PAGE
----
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Cumberland Furnace Community Center

About Us
About Us
Contact Us
Recent and Upcoming Events
Fright in the Furnace
Members & Pictures Page

Connecting on a personal level is an important part of sharing ideas. On this page we'll present some details about our organization and the people behind it.

Our Staff

Here we might include a list of names of some of the people who run our organization. We might also include a picture and brief description of their background and interests. For example:

Our Programs

If we offer programs or services, we'll include a list of them here.

History of Dickson County:

Dickson County was created by an act of the Tennessee General Assembly, meeting in Knoxville, on November 3, 1803, from portions of Robertson and Montgomery counties. This new county was named for Dr. William Dickson, a Nashville physician, who also served as Speaker of the Tennessee House of Representatives and as a U. S. Congressman. Dickson County was organized as the 25th of the of Tennessee's 95 counties.

The fertile soils and abundance of natural resources drew settlers to this area of the Western Highland Rim in the early 1790's. North Carolina Revolutionary War and Tennessee land grants assured large tracts of land at little of no cost to these pioneers. The discovery of iron ore provided the foundation for the area's first industrial development. James Robertson,"Father of Tennessee" discovered the first iron ore veins in Cumberland Furnace and established the first iron works in middle Tennessee.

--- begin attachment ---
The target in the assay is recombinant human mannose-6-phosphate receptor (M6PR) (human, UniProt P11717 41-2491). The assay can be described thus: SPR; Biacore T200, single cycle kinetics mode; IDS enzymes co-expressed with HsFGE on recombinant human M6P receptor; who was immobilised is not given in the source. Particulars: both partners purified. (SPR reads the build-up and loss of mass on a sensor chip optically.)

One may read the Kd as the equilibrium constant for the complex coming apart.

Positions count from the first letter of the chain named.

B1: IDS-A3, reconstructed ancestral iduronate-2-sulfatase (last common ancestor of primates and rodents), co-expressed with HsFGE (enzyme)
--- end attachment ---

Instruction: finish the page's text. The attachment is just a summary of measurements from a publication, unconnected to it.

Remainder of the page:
On August 4, 1804, an act of the Tennessee General Assembly created the Town of Charlotte to serve as "The Seat of Dickson County Government." The county seat is named for Robertson's wife Charlotte. The Town of Charlotte was the center of commerce, industry and government until the advent of the Civil War. With the completion of the railroad from Nashville to the
Tennessee River at the end of the War, the focus shifted to the southern end of the county. Industry and commerce followed the rail lines leaving agriculture, the iron industry and county government as the mainstays of its northen section.

Throughout it's 200 year history, Dickson County has produced many notable citizens who have significantly contributed to the development and a quality of life style on regional and state levels including a three-term governor, congressmen, state legislators, a Tennessee Supreme Court justice, a noted Tennessee historian, iron masters, as well as industrial, business leaders, and local residents.

Researched and compiled by:
Linda Parker, Dickson County Archivist
Sherry Kilgore, Historian

Our Location

Cumberland Furnace Community Center
1043 Earl Leech Rd. Cumberland Furnace,TN 37051

Copyright 2006, Christmas Smiles